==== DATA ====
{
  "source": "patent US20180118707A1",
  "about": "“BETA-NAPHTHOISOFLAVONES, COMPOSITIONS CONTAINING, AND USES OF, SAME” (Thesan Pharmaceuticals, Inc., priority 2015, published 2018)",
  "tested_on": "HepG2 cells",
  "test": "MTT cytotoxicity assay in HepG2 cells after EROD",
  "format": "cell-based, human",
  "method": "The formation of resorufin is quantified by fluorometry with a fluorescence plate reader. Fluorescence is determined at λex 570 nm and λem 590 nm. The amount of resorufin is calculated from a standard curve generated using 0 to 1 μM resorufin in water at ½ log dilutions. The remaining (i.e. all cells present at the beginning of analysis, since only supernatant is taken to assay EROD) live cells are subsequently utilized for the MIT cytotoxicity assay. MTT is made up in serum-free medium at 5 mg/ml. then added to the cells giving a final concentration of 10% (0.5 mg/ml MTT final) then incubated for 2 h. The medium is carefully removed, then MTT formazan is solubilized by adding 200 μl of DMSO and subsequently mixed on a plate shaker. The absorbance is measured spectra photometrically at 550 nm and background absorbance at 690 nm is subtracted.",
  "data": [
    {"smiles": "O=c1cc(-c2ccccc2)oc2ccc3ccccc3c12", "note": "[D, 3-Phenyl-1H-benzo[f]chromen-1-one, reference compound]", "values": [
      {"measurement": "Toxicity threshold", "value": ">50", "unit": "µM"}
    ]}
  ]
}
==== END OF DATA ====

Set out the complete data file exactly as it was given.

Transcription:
{
  "source": "patent US20180118707A1",
  "about": "“BETA-NAPHTHOISOFLAVONES, COMPOSITIONS CONTAINING, AND USES OF, SAME” (Thesan Pharmaceuticals, Inc., priority 2015, published 2018)",
  "tested_on": "HepG2 cells",
  "test": "MTT cytotoxicity assay in HepG2 cells after EROD",
  "format": "cell-based, human",
  "method": "The formation of resorufin is quantified by fluorometry with a fluorescence plate reader. Fluorescence is determined at λex 570 nm and λem 590 nm. The amount of resorufin is calculated from a standard curve generated using 0 to 1 μM resorufin in water at ½ log dilutions. The remaining (i.e. all cells present at the beginning of analysis, since only supernatant is taken to assay EROD) live cells are subsequently utilized for the MIT cytotoxicity assay. MTT is made up in serum-free medium at 5 mg/ml. then added to the cells giving a final concentration of 10% (0.5 mg/ml MTT final) then incubated for 2 h. The medium is carefully removed, then MTT formazan is solubilized by adding 200 μl of DMSO and subsequently mixed on a plate shaker. The absorbance is measured spectra photometrically at 550 nm and background absorbance at 690 nm is subtracted.",
  "data": [
    {"smiles": "O=c1cc(-c2ccccc2)oc2ccc3ccccc3c12", "note": "[D, 3-Phenyl-1H-benzo[f]chromen-1-one, reference compound]", "values": [
      {"measurement": "Toxicity threshold", "value": ">50", "unit": "µM"}
    ]}
  ]
}